Figure 3
figure3

Effect of downregulating p22phox on the activation of NOXs (NOX1, NOX2 and NOX4) and intracellular ROS generation in Ang II-stimulated ARPE-19 cells and hRPE.

(A) ARPE-19 cells were transfected with or without 100 nM P-1 in the presence or absence of 10−6 M Ang II for 48 h. Next, NOX1, NOX2 and NOX4 mRNA were detected with real-time PCR (*p < 0.05, **p < 0.01, n = 4–6). (B) hRPE were transfected with or without 100 nM P-1 in the presence or absence of 10−6 M Ang II for 48 h. The levels of NOX1, NOX2 and NOX4 mRNA were detected with real time PCR (*p < 0.05, **p < 0.01, ***p < 0.001, n = 4–6). (C) The ROS generation in each group of ARPE-19 cells and hRPE was analyzed by flow cytometry. The percentage of ROS generation is indicated on the ordinate and is normalized to the value of the control group (*p < 0.05, **p < 0.01, ***p < 0.001, n = 6–8). The data were shown as mean ± SEM.

Downregulating p22phox decreased the expression of inflammatory cytokines at both the mRNA and protein levels

Ang II is a potent pro-inflammatory factor that induces the production of numerous cytokines and chemokines in various types of cells and organs. Ang II induced the production of (MCP-1), IL-6 and IL-8 in monocytes, macrophages, vascular smooth muscle cell (VSMCs) and endothelial cells33,34. Furthermore, induction of MCP-1 and IL-6 by Ang II was dependent on the activation of NOX in VSMCs35,36. In accordance with the former studies, we showed that the treatment with Ang II significantly induced mRNA and protein expression of IL-8, MCP-1 and IL-6. Notably, mRNA and protein expression of IL-8, MCP-1 and IL-6 was decreased in the P-1+ Ang II group compared with the Ang II group in ARPE-19 and hRPE cells (p < 0.05, p < 0.01, p < 0.001) (Fig. 4).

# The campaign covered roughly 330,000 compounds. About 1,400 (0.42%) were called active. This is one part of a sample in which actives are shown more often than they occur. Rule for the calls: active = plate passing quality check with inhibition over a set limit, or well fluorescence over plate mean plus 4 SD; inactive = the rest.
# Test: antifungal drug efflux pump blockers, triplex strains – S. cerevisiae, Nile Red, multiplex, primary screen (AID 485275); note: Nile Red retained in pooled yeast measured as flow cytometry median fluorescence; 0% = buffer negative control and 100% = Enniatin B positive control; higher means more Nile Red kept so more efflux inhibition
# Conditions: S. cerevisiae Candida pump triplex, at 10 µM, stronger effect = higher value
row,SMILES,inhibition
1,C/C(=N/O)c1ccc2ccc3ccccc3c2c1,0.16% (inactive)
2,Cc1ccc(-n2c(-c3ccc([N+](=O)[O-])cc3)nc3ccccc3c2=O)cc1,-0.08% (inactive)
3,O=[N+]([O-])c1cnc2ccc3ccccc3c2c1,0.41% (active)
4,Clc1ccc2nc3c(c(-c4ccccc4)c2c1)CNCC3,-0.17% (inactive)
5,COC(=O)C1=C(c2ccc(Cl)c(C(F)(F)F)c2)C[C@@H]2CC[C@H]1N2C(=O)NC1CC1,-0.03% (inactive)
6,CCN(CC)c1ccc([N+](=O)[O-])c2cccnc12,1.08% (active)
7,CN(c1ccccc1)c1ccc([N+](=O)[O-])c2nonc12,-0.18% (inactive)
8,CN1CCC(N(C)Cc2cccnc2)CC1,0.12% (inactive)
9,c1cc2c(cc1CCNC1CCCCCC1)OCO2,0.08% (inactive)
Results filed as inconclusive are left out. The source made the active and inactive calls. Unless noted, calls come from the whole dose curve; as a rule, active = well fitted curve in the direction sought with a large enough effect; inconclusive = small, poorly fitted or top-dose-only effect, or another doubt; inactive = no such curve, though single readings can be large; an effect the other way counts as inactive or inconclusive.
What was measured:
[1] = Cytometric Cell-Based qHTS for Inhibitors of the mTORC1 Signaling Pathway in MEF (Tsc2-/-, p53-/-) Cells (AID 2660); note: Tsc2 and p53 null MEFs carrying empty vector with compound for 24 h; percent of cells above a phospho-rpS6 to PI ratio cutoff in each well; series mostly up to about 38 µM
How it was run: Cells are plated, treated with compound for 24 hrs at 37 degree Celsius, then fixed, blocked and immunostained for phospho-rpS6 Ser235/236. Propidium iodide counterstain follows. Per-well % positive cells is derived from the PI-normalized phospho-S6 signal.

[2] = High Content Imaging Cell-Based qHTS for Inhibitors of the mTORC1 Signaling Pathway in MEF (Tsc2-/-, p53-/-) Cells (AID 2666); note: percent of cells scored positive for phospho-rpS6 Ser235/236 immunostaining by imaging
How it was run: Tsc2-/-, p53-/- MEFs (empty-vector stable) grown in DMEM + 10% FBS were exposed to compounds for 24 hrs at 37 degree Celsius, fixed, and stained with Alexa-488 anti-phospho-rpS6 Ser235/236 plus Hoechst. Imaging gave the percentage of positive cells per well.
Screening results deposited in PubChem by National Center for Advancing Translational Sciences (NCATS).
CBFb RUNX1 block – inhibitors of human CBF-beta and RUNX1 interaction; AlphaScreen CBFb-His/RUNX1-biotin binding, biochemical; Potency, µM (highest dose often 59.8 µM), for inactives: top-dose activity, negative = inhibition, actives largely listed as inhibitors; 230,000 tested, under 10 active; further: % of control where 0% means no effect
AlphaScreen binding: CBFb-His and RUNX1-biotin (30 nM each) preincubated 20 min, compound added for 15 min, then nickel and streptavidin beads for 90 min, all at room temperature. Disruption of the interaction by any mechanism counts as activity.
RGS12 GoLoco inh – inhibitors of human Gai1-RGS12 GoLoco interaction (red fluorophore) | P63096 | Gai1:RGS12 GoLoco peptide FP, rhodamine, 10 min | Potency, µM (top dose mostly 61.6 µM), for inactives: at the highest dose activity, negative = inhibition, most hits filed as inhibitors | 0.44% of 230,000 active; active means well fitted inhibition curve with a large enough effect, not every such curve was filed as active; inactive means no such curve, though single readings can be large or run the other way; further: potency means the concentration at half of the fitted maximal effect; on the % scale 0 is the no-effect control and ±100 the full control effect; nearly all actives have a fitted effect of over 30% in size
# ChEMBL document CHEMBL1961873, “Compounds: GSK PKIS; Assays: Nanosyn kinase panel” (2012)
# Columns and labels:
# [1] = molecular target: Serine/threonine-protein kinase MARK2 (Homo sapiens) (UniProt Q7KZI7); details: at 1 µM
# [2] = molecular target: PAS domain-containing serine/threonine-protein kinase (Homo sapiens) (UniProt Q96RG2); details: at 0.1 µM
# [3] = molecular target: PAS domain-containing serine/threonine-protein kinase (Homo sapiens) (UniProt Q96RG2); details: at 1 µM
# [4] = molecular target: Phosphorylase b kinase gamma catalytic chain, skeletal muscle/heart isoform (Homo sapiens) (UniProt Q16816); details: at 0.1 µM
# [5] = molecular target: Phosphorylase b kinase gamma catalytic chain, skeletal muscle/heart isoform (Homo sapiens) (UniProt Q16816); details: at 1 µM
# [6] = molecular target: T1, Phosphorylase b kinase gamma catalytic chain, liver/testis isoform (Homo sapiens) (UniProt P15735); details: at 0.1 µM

Figure 4
figure4

Effect of downregulating p22phox on mRNA expression and protein levels of inflammatory cytokines in ARPE-19 cells and hRPE.

Total RNA was isolated from the P-1+ Ang II, Ang II and untreated control groups to analyze the mRNA levels of the inflammatory cytokines IL-8, MCP-1, IL-6 in ARPE-19 cells (A) and in hRPE (C). Cell supernatants were collected for ELISA to detect the protein concentrations of IL-8, MCP-1 and IL-6 in ARPE-19 cells (B) and in hRPE (D). The expressions of IL-8, MCP-1 and IL-6 were significantly decreased in the P-1+ Ang II group compared with the Ang II group at both the mRNA (n = 6) and protein levels (n = 4–6) (*p<0.05, **p<0.01, ***p<0.001). The data were shown as mean ± SEM.

The MAPK and NF-κB pathways were involved in cytokine production in the Ang II-induced inflammatory response

To elucidate whether the MAPK and NF-κB pathways are involved in Ang II -induced inflammatory cytokine production, ARPE-19 cells were pretreated with MAPK and NF-κB pathway inhibitors, followed by Ang II incubation for 48 hours. Inhibition of p38 MAPK with the highly selective inhibitor SB20358046 reduced Ang II-mediated production of IL-8, MCP-1 and IL-6 mRNA levels by approximately 1.7-, 2.5- and 3.5-fold, respectively (Fig. 5A); protein levels were decreased by 3.4-, 1.8- and 5.2-fold, respectively (Fig. 5E). Inhibition of ERK 1/2 with the inhibitor PD98059 reduced IL-8, MCP-1 and IL-6 mRNA levels by approximately 1.6-, 3.2- and 2.0-fold, respectively (Fig. 5B); protein levels were reduced by approximately 3.7-, 1.8- and 2.5-fold, respectively (Fig. 5E). A JNK inhibitor, SP600125, decreased mRNA expression of IL-8, MCP-1 and IL-6 by 2.0-, 2.6- and 1.9-fold (Fig. 5C), respectively; protein levels were reduced by 6.2-, 3.1- and 1.6-fold, respectively (Fig. 5E). The NF-κB inhibitor BAY11-7082 resulted in 3.7-, 3.7- and 2-fold reductions of IL-8, MCP-1 and IL-6, respectively, at the mRNA level (Fig. 5D); protein levels of the three cytokines were decreased by 3.0-, 1.9- and 2.0-fold, respectively (Fig. 5E) (p < 0.05, p < 0.01, p < 0.001). Fold changes of mRNA and protein levels are shown in Table 1.

Table 1 Fold changes of mRNA and protein expression (VS Ang II group).
Figure 5
figure5

The expression of inflammatory cytokines in response to Ang II with or without the presence of MAPK and NF-κB inhibitors.